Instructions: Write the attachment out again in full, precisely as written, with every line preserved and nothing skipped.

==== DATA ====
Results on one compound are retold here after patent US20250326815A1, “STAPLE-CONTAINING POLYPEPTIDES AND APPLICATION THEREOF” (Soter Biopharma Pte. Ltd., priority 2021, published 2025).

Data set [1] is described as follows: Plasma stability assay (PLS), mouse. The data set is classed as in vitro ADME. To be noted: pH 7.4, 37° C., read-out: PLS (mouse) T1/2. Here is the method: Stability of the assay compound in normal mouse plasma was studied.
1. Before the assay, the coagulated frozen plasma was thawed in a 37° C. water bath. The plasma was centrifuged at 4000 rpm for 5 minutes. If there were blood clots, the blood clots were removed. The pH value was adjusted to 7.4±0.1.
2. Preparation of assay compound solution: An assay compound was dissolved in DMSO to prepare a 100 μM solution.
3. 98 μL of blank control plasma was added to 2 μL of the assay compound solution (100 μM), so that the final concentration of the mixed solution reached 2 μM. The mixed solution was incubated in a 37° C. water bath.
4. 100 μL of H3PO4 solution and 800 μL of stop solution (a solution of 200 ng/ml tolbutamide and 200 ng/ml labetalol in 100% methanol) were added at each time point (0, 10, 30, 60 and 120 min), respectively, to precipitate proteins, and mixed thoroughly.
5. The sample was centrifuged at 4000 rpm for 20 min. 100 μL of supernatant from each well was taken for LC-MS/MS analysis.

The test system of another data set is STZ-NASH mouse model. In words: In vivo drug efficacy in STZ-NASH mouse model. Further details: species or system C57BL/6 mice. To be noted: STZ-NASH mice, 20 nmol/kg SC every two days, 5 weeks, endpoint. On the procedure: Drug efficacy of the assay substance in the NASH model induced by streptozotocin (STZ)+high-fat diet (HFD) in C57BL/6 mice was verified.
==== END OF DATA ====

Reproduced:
Results on one compound are retold here after patent US20250326815A1, “STAPLE-CONTAINING POLYPEPTIDES AND APPLICATION THEREOF” (Soter Biopharma Pte. Ltd., priority 2021, published 2025).

Data set [1] is described as follows: Plasma stability assay (PLS), mouse. The data set is classed as in vitro ADME. To be noted: pH 7.4, 37° C., read-out: PLS (mouse) T1/2. Here is the method: Stability of the assay compound in normal mouse plasma was studied.
1. Before the assay, the coagulated frozen plasma was thawed in a 37° C. water bath. The plasma was centrifuged at 4000 rpm for 5 minutes. If there were blood clots, the blood clots were removed. The pH value was adjusted to 7.4±0.1.
2. Preparation of assay compound solution: An assay compound was dissolved in DMSO to prepare a 100 μM solution.
3. 98 μL of blank control plasma was added to 2 μL of the assay compound solution (100 μM), so that the final concentration of the mixed solution reached 2 μM. The mixed solution was incubated in a 37° C. water bath.
4. 100 μL of H3PO4 solution and 800 μL of stop solution (a solution of 200 ng/ml tolbutamide and 200 ng/ml labetalol in 100% methanol) were added at each time point (0, 10, 30, 60 and 120 min), respectively, to precipitate proteins, and mixed thoroughly.
5. The sample was centrifuged at 4000 rpm for 20 min. 100 μL of supernatant from each well was taken for LC-MS/MS analysis.

The test system of another data set is STZ-NASH mouse model. In words: In vivo drug efficacy in STZ-NASH mouse model. Further details: species or system C57BL/6 mice. To be noted: STZ-NASH mice, 20 nmol/kg SC every two days, 5 weeks, endpoint. On the procedure: Drug efficacy of the assay substance in the NASH model induced by streptozotocin (STZ)+high-fat diet (HFD) in C57BL/6 mice was verified.